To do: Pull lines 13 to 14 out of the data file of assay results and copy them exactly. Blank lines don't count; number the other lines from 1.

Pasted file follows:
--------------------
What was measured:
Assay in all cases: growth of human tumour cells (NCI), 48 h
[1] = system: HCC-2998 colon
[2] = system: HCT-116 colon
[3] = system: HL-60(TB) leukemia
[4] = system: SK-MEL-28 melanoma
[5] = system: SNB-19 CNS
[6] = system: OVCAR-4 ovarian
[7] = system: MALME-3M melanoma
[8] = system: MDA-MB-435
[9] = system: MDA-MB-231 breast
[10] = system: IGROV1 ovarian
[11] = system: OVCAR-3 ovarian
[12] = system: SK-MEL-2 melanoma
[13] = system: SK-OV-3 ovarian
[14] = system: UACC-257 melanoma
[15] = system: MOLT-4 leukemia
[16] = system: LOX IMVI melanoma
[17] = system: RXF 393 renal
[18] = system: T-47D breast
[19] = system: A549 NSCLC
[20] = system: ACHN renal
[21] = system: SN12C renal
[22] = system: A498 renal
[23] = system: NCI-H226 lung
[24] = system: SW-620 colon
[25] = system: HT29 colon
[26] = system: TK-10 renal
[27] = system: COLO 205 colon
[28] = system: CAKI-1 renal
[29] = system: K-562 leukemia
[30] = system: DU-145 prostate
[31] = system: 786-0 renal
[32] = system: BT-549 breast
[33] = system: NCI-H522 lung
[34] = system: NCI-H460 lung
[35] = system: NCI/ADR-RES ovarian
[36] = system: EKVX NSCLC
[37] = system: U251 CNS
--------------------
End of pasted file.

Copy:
[11] = system: OVCAR-3 ovarian
[12] = system: SK-MEL-2 melanoma